Two strong earthquakes — one off the coast of Nicaragua, the second off northern Chile — struck Thursday, but did not trigger any Pacific-wide tsunami alerts.
A 6.1-magnitude quake hit at 5:27 p.m. near the epicenter (1:27 p.m. Hawaii time) about 31 miles north-northwest of Managua, Nicaragua, at an estimated depth of 8 miles, according to the U.S. Geological Survey.
At about 2 p.m. Hawaii time, a 6.0-magnitude temblor struck 52 miles southwest of Iquique, Chile, at a depth of 10.9 miles, the USGS said. On April 1, an 8.2-magnitude quake struck the same region, killing six people and generating a small tsunami that forced evacuations along Chile’s Pacific coast.
In Nicaragua, panicked residents ran into the streets after Tuesday’s 6.1-magnitude earthquake rattled the Central American country, the Associated Press reported.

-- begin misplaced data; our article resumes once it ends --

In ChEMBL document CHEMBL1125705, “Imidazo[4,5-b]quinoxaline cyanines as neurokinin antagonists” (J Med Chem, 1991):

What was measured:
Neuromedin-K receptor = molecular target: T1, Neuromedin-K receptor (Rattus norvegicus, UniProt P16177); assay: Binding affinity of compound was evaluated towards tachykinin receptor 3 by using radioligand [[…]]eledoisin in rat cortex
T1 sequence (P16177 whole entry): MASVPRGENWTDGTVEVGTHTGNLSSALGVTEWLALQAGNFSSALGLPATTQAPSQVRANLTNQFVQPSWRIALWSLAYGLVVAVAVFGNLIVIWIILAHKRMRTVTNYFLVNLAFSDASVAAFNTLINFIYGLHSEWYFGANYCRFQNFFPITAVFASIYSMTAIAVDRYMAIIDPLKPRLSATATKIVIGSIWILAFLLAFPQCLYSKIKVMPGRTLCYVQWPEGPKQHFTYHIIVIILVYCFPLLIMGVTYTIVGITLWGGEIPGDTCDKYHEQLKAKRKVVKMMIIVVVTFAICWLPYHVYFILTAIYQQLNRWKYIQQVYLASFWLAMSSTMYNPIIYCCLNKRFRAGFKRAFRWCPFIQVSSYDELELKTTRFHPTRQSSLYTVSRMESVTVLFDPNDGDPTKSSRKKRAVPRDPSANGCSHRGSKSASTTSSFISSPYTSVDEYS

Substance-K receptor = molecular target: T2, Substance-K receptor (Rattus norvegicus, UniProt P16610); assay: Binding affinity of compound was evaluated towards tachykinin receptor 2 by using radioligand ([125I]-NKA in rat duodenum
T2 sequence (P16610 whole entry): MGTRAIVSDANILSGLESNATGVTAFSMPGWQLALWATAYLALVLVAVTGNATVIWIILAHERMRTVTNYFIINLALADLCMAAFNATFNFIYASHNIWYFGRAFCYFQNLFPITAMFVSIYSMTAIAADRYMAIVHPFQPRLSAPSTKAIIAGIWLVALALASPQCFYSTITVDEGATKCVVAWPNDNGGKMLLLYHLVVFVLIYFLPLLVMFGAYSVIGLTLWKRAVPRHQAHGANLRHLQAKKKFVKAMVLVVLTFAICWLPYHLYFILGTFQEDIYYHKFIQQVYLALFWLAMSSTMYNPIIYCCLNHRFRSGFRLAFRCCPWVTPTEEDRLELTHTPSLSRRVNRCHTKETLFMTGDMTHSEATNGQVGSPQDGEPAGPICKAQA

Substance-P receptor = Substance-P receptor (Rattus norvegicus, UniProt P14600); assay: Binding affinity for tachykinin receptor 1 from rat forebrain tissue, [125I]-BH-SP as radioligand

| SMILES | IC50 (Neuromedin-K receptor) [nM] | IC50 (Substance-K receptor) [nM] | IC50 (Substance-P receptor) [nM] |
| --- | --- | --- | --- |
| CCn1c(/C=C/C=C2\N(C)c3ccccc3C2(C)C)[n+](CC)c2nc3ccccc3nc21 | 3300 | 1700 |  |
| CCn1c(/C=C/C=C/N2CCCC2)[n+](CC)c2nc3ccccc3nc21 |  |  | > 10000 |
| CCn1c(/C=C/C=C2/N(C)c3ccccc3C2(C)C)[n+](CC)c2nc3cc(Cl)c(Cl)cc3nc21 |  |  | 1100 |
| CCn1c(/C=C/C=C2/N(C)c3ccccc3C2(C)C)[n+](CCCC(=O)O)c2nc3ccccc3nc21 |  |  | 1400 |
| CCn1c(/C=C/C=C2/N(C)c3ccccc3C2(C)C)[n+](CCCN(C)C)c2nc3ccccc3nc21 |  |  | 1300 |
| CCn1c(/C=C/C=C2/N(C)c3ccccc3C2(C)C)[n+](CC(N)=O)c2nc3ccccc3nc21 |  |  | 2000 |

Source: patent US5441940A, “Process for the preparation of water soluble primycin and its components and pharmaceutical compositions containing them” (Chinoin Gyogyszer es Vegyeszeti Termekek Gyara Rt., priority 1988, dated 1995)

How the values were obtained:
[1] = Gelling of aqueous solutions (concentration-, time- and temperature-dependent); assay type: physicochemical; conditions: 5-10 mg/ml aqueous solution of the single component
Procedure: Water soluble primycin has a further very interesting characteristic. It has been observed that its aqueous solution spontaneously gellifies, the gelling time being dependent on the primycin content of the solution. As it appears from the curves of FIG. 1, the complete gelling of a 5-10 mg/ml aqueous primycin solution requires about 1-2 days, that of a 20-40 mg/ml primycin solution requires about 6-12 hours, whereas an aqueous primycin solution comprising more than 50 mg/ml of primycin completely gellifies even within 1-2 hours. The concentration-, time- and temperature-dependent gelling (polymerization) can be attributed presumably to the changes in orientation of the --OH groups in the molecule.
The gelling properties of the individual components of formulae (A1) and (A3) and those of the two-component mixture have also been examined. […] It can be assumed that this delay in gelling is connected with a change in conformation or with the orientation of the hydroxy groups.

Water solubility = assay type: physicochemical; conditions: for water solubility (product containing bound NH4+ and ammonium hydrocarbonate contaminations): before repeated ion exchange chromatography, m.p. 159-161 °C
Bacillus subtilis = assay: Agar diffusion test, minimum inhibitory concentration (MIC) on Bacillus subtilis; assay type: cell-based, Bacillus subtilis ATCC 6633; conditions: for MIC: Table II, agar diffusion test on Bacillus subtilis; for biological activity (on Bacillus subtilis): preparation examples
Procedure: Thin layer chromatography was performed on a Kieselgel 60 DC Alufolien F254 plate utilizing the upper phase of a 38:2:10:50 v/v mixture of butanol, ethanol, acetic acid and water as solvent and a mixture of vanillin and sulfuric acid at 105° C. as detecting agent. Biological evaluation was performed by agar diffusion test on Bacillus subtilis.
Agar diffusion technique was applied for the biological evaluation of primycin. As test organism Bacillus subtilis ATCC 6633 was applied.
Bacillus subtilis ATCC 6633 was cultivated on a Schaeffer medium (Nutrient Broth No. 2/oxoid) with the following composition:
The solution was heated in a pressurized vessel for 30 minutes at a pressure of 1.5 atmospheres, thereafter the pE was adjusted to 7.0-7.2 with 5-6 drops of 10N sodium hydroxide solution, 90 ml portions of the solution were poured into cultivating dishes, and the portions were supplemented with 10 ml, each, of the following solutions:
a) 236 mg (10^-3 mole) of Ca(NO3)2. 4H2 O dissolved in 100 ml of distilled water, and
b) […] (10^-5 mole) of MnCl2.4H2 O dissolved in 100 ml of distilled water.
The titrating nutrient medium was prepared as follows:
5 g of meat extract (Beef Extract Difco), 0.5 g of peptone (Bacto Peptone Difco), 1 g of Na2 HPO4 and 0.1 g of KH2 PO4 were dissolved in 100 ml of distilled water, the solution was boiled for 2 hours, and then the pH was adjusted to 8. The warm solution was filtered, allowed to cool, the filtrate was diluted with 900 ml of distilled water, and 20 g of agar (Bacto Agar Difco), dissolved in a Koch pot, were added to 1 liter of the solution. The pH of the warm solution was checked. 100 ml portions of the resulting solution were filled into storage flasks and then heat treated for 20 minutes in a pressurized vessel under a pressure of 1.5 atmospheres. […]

At least 23 people were slightly injured by falling ceilings and walls in the town of Nagarote, 31 miles northwest of the capital of Managua, said Guillermo Gonzalez, director of the disaster prevention agency.
Gonzalez said that 28 houses were damaged in communities near Nagarote and another 89 houses were damaged in Managua. Landslides were blocking a highway south of Managua, he added.
Nicaraguans from different parts of the country called the popular radio station Radio Ya to report feeling a strong shaking and said they had lost electricity and potable water.